A year after announcing its plans to dive into the digital music business, Google on Tuesday unveiled Music Beta, an invite-only service that lets users upload their music collection to Google's servers and stream the songs from any Web browser.
Google is not making the service widely available and instead is asking people to sign up for an invitation.
Among the key features is the ability to let users play music, even when they're not connected to the Internet. Google said users can listen to "recently played" songs, even when they're offline, meaning that the service caches a limited number of tunes into the computer or device. Google did not say how many songs it would make available offline.
The service also features iTunes-like software that lets people organize their music libraries, create custom playlists or tell the program to automatically generate a playlist based on one song. The software would also synchronize any changes users make on one computer to all devices they use to access their music.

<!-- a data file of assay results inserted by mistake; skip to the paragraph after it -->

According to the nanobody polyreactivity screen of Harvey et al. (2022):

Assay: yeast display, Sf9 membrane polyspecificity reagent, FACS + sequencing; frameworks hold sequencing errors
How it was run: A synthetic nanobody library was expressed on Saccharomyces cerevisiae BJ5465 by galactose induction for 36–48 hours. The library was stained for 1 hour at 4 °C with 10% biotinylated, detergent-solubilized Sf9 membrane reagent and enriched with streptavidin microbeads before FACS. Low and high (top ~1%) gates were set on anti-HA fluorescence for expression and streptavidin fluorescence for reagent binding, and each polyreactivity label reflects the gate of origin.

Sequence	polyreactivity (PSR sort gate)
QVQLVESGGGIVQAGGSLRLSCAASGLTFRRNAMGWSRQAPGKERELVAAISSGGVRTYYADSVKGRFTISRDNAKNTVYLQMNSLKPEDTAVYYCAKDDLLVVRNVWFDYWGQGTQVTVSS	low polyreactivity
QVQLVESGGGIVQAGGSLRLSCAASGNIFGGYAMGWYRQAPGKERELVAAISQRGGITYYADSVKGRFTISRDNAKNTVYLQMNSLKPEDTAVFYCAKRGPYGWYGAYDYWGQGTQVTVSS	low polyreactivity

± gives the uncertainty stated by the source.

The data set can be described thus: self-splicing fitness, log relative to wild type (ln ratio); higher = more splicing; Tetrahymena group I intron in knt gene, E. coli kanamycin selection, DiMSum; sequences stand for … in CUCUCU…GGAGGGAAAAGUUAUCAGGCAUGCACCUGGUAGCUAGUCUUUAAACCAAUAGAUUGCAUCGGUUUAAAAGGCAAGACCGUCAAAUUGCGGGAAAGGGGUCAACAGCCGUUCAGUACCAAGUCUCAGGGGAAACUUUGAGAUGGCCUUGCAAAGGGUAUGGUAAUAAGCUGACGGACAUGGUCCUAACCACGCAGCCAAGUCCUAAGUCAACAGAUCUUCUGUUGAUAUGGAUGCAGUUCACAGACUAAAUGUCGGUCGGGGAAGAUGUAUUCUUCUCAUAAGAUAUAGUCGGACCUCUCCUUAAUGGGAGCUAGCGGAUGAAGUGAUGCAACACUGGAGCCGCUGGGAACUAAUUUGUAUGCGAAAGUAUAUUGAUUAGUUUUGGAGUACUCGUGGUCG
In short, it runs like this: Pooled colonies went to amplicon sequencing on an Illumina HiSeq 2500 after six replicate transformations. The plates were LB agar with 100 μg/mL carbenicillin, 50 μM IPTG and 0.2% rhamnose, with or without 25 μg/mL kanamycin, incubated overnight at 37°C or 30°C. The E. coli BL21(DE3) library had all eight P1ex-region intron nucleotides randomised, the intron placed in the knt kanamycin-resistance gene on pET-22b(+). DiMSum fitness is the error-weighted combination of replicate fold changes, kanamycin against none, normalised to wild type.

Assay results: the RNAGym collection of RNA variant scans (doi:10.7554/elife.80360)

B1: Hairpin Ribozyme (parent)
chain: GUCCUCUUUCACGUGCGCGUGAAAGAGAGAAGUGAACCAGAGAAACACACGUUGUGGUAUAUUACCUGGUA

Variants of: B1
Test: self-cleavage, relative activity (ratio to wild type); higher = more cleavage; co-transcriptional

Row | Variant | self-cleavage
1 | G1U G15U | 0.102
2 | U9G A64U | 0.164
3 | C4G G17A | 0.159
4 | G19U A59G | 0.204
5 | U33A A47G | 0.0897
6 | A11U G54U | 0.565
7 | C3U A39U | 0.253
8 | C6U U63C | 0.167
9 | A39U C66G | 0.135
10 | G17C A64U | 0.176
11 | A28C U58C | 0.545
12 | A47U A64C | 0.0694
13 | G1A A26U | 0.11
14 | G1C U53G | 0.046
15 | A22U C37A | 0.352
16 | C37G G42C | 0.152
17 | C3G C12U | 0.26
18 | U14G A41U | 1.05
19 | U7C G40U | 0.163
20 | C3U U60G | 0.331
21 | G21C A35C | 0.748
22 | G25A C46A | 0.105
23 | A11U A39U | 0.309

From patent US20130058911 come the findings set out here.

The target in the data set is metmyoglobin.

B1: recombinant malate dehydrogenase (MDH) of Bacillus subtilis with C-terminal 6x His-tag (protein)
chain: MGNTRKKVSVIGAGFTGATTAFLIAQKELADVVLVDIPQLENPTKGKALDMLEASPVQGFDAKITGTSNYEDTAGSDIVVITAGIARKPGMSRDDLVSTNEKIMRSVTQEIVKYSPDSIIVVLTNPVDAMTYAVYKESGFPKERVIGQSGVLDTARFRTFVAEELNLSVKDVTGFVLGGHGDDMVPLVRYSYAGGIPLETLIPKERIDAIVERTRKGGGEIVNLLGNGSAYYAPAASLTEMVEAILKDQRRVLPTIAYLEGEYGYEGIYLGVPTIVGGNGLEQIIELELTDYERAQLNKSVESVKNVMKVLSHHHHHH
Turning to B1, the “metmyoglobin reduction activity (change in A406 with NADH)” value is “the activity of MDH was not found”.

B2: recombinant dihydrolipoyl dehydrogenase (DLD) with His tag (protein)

Google said Music Beta can be used on computers, as well as tablets or smart phones that use Google's Android operating system.
For now, the service is unlicensed by record labels and music publishers, which means users must upload their music collection before they can access the files. For more inside-baseball analysis on the business aspects of Google's announcement, check out the story on our sister blog, Company Town.
-- Alex Pham